DAY 3, October 5
We got an early start for a three hour, tortuous drive over the mountains on a road that was mostly packed dirt and deeply potholed to Punakka, winter seat of the highest lama in Bhutan until the 1950’s. On the way, we stopped at the village of Yawakha for lunch and to walk along narrow pathways through rice fields to a rather unique monastery, Chime Lhakhang.
It was built in 1499 for the “Mad Saint” who was known for his unorthodox ways of teaching, which to some may simply sound bizarre or shocking. The explicit paintings on the walls of the village houses can be embarrassing to many, but are seen as esoteric and ritualist symbols. Chime Lhakhang is a fertility pilgrimage site for those wishing to bear children. Households around the shrine hang wooden phalluses around their necks to bless the home, ward off the evil eye and promote harmony among family members. As a result, the local village walls are lavishly adorned with these members, as you can see from the photos below.
We spent the afternoon at Punakha Dzong, one of the oldest and largest Dzongs in Bhutan and one of its most majestic structures. All the Bhutanese kings have been crowned here. It’s fortuitously located at the confluence of the Mo (Mother) and Pho (Father) Rivers and still the residence of the Chief Abbot of Bhutan where he and his entourage of monks spend the winter.
DAY 4 October 6
We drove back the same awful road from Punakha to Paro. Fortunately, the travel group was compatible and conversation was as interesting as the scenery along the way.
After checking into our hotel in Paro and having lunch, we went to Paro Dzong. Built in 1644, it has a lavishly painted, wooden carved interior with about 200 monks residing there. An interesting side note: Bernardo Bertolucci’s film, “Litte Buddha” starring Keanu Reeves and Bridget Fonda was filmed there in 1995.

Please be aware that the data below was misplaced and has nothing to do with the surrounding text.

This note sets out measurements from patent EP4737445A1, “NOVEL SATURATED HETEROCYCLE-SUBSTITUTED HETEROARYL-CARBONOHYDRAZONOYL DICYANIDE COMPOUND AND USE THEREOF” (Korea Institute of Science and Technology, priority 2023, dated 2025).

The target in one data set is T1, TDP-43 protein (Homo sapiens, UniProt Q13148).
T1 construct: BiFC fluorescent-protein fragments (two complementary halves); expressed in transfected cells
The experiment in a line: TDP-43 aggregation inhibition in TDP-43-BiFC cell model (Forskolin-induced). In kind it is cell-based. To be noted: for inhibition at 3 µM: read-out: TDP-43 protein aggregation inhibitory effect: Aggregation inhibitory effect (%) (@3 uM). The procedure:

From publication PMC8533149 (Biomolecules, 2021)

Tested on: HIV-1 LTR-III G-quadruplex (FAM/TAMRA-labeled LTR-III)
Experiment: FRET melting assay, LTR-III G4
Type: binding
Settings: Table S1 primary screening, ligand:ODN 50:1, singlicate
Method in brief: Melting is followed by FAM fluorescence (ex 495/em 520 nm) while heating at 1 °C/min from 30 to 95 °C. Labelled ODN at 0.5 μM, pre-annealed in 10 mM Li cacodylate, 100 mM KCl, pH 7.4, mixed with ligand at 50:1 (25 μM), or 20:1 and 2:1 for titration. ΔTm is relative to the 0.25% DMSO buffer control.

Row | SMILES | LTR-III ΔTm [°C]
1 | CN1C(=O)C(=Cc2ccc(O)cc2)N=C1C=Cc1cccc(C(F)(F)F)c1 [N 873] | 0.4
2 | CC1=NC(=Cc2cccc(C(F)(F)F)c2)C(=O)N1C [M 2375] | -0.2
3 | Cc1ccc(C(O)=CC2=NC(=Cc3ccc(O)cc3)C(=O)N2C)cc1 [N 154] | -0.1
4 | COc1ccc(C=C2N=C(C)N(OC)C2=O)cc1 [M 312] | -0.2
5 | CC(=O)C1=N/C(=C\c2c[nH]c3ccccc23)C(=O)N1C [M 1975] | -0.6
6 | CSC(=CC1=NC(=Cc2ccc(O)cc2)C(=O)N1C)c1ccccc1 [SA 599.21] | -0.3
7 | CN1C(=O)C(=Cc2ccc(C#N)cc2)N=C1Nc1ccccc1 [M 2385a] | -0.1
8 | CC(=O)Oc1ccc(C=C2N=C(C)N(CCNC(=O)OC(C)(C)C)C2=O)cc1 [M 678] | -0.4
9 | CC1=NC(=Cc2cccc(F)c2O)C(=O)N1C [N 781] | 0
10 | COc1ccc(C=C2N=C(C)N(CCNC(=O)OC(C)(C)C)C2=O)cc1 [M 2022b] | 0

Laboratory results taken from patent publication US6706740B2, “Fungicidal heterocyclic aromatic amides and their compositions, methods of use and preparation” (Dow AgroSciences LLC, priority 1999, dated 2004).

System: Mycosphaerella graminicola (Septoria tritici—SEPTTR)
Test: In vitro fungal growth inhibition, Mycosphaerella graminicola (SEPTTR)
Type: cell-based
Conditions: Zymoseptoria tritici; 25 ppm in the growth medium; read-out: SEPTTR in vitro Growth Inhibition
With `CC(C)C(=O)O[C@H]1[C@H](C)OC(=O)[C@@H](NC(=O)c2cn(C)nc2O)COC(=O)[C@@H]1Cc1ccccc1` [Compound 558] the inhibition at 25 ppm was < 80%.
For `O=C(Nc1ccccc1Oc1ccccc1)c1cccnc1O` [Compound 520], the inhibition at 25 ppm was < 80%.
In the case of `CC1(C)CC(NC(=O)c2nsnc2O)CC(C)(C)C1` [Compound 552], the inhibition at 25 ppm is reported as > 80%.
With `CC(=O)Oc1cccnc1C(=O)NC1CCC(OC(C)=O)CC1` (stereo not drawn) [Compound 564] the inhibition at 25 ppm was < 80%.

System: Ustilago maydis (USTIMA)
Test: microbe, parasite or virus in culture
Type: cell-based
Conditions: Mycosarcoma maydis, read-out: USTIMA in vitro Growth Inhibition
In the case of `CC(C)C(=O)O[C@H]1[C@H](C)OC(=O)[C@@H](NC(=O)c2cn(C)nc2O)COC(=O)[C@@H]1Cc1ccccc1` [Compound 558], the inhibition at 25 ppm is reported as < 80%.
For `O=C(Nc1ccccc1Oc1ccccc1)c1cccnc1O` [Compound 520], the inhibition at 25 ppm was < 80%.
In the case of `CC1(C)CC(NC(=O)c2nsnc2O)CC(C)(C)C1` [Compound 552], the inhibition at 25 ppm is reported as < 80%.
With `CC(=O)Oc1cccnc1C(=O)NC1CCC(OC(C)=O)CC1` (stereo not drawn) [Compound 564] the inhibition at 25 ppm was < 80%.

We spent the rest of the afternoon walking around Paro and watching an archery match. Archery is the national sport of Bhutan. The archers must wear traditional robes and knee-high dark socks but are allowed to use imported metal compound bows, rather than the traditional bamboo ones.
I loved the audience comprised of cows, monks, local businessmen and a few of us tourists.
The target is way at the end of the archery green. They are amazingly expert shots.
We rounded off the day with a little shopping in Paro before returning to our hotel.
DAY 5, October 7
About this time, we were getting “dzonged” out and were ready for a change and we got it at Taktsang Monastery or as it is known in English, Tiger’s Nest. A temple complex precariously perched off a granite cliff at 10,240 feet and built into the rock face, Tiger’s Nest is a cultural icon of Bhutan. The first time I saw a photo of it, I knew I had to go but was never quite sure if I’d really do the long, uphill climb from 8,500 feet to the top. In fact, from our group of twelve, seven made it all the way to the monastery. Good for them! I rode a sturdy little horse up a track through a blue pine forest festooned with prayer flags and prayer wheels to a teahouse, the rest stop that marks the halfway point.
Hearing the monks’ etherial chanting floating from across the valley, watching the mists brushing the monastery, then under it, and then totally disappearing was mesmerizing. It was an amazing day that I will never forget.
So that’s the end of the Bhutan tour. Next blog will be on Nepal In the meantime, if you wish to see how our Bhutanese guide tied his traditional scarf before entering a holy place, please have a look at this video:
And if you still want to see more photos of Bhutan, please click this photo and it will take you to more: